I recently heard someone affirm, as if this were common knowledge, that the essence of language is to communicate propositions. When I questioned this assumption, another person interjected that language was by definition the communication of propositions. I thought I’d entered some weird sci-fi novel in which the very notion of language had been artificially constrained for the purposes of some dystopian plot development but, alas, I was merely at an academic workshop.
There are understandable reasons why silly assumptions about the essence of language remain widespread within philosophy, linguistics, and related disciplines. High up on the list is the temptation to think that if language didn’t have an essence, we wouldn’t be able to distinguish it from mere noise patterns. This is to already be in the grip of a particular picture of language, one that prevents us from recalling the variety of things that language may be used for: showing affection, asking questions, issuing commands, signalling discomfort, communicate intentions, deceiving and manipulating people, and so on. We thus imagine ourselves armed with a theory capable of churning out seemingly important answers to empty questions that continue to excite people, such as ‘do dolphins have a language?’, ‘is language innate?’,‘do trees talk to each other?’, ‘can one communicate without language?’, and ‘is grammar prescriptivist or descriptivist?’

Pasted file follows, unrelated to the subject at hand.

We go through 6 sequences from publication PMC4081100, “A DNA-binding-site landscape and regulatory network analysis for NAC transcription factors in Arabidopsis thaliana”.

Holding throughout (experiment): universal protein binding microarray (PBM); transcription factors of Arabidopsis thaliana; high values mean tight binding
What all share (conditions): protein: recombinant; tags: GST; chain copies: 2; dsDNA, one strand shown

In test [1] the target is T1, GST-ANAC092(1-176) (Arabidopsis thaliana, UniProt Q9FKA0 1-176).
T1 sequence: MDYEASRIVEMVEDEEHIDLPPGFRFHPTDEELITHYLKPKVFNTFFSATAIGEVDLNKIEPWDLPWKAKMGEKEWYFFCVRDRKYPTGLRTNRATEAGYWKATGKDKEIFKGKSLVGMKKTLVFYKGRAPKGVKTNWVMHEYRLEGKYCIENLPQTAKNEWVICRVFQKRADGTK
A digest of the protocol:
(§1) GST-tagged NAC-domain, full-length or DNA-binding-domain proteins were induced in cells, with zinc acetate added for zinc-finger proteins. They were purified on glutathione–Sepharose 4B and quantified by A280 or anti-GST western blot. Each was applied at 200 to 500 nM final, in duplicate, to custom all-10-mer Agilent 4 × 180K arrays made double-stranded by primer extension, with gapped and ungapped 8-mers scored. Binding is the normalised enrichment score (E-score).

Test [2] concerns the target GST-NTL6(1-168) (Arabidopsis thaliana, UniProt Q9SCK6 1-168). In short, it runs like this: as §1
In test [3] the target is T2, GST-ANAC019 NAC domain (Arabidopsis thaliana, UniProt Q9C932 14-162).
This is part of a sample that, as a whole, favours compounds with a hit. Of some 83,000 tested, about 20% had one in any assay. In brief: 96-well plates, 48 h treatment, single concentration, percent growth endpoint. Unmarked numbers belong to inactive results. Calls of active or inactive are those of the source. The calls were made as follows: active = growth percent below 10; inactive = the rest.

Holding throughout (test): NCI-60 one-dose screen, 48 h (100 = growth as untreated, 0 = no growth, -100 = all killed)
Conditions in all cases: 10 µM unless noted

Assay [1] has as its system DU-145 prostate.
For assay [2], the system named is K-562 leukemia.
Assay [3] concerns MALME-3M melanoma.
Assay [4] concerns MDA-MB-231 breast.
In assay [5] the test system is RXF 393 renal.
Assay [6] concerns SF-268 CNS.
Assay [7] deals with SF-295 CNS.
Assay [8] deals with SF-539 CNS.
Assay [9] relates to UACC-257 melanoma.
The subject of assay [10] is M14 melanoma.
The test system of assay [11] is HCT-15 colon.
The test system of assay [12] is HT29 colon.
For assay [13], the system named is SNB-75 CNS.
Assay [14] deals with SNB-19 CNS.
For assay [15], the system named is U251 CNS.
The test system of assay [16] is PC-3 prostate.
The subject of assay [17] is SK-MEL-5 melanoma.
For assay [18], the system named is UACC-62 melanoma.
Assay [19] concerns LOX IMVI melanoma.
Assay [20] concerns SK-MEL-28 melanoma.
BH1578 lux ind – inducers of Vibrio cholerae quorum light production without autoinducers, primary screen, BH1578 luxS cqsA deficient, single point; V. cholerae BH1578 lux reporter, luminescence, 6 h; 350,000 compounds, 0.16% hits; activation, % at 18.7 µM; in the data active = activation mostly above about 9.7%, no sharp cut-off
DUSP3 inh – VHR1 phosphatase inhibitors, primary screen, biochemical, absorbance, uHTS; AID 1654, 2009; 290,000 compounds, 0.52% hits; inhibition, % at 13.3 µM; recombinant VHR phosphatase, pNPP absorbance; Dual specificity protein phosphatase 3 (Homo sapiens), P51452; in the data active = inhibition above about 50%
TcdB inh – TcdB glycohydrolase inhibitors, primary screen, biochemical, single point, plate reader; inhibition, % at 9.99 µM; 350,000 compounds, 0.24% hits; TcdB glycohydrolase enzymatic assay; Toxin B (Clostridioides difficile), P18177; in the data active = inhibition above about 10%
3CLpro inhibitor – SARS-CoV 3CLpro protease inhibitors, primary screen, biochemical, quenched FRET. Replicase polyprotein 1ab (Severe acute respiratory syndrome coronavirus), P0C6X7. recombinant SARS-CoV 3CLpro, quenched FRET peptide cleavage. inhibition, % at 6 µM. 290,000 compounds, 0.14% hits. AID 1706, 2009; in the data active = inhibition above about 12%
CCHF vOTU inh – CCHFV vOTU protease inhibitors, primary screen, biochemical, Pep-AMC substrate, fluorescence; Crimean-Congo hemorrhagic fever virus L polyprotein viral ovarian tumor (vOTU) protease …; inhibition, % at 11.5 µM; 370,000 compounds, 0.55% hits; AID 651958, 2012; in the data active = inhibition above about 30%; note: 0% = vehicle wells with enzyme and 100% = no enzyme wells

While the Greeks and Romans used the terms ‘lekta’ and ‘dicta’ to respectively refer to that which is said, as opposed to the words used to say it, propositions are theoretical postulates dreamt up in the 19th century of by Gottlob Frege, Bertrand Russell, and G.E.Moore who each defined them differently in their distinct attempts to capture the relation between thought, apprehension, reference, and sense. It is not surprising, then, that the view of language as a vehicle for communicating propositions would form a central core of Ludwig Wittgenstein’s Tractatus Logico-Philosophicus.